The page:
FDIC Consumer Newsletter Features Tips on Banking in a High-Tech World

Press Release

FDIC Consumer Newsletter Features Tips on Banking in a High-Tech World
Other Topics Include Debt Collection, Branch Closings, Bank Mergers, and Buying a CD from a Broker

May 22, 2013
Media Contact:
Jay Rosenstein
Office: (202) 898-7303
Email: jrosenstein@fdic.gov


New technology can dramatically change the way that people manage and save money. To help consumers learn more about banking in a high-tech world, the Spring 2013 issue of FDIC Consumer News features practical tips on how to reap the benefits and avoid potential problems. Other timely topics include dealing with debt collectors, finding affordable small loans, thinking about your options after a branch closing or a bank merger, and taking precautions before buying a bank certificate of deposit (CD) from a deposit broker instead of directly from a financial institution. Other topics and tips are covered in the latest newsletter:

Banking in a high-tech world: The lead article notes that sophisticated criminals try to steal valuable details from credit and debit cards that can be used to create a counterfeit card or make purchases online or over the phone. The FDIC newsletter offers tips for preventing or detecting card fraud and stresses the importance of quickly reporting a problem. The newsletter also looks at how new bank technology can help consumers, such as with "mobile banking" (using a smartphone, "tablet" computer or other device) and electronic check registers.

Solving common debt and credit problems: In one article, the newsletter reminds readers that debt collectors have a duty to treat consumers fairly and without harassment. The publication also warns of scams by people falsely claiming to be debt collectors. In another article, consumers who normally turn to companies such as car title lenders, payday loan stores and pawnshops for small loans are advised to instead find out if banks are offering small loans at better interest rates and terms. Also in this issue of the newsletter are tips on how consumers can improve their credit reports and, in turn, pay less for loans.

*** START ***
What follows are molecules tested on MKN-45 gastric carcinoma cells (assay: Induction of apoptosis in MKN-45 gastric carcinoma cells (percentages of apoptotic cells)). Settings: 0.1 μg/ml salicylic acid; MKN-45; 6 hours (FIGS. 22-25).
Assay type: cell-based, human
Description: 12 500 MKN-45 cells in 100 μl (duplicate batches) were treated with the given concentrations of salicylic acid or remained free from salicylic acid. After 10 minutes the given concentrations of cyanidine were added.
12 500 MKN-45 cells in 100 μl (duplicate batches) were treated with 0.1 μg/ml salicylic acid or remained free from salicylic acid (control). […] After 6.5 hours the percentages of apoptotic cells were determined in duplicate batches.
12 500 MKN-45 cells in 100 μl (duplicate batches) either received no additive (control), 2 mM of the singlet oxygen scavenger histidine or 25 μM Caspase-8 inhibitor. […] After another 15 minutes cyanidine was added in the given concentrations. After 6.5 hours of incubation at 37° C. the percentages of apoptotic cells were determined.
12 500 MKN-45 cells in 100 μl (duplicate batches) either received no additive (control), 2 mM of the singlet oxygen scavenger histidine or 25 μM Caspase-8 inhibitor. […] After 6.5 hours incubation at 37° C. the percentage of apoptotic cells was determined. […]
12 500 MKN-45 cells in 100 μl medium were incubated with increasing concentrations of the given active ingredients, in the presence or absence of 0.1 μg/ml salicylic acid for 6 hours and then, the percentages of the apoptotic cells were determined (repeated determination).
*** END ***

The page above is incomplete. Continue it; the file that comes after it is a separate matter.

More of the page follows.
Thinking about your options after a branch closing or bank merger: The newsletter describes important federal protections, such as advance notice of branch closings and a special grace period for FDIC insurance coverage after a bank merger. Other tips can help consumers meet their banking needs after a branch closing or merger.

Taking precautions before buying a bank CD from a broker: While using deposit brokers has grown in popularity because brokers often can negotiate higher interest rates, the CDs they sell may involve more risks than those purchased directly from an insured bank. For example, because the FDIC does not have the authority to approve deposit brokers and there are numerous examples of con artists running off with investors' money, consumers are advised to use a reputable deposit broker, preferably a professional they already know and trust. Also, consumers should be skeptical if the interest rate being advertised is significantly higher than general market rates, because that may be a sign that the broker is trying to lure in customers to sell them a non-insured product that's not in the depositor's best interest.

The goal of FDIC Consumer News is to deliver timely, reliable and innovative tips and information about financial matters, free of charge. The Spring 2013 edition can be read or printed at www.fdic.gov/consumers/consumer/news/cnspr13. To find current and past issues, visit www.fdic.gov/consumernews or request paper copies by contacting the FDIC's Public Information Center toll-free at 1-877-275-3342, by e-mail to publicinfo@fdic.gov, or by writing to the FDIC Public Information Center, 3501 North Fairfax Drive, Room E-1002, Arlington, VA 22226.

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The FDIC encourages financial institutions, government agencies, consumer organizations, educators, the media and anyone else to help make the tips and information in FDIC Consumer News widely available. The publication may be reprinted in whole or in part without permission. Please credit FDIC Consumer News. Organizations also may link to or mention the FDIC Web site.

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Congress created the Federal Deposit Insurance Corporation in 1933 to restore public confidence in the nation's banking system. The FDIC insures deposits at the nation's 7,083 banks and savings associations, and it promotes the safety and soundness of these institutions by identifying, monitoring and addressing risks to which they are exposed. The FDIC receives no federal tax dollars — insured financial institutions fund its operations.

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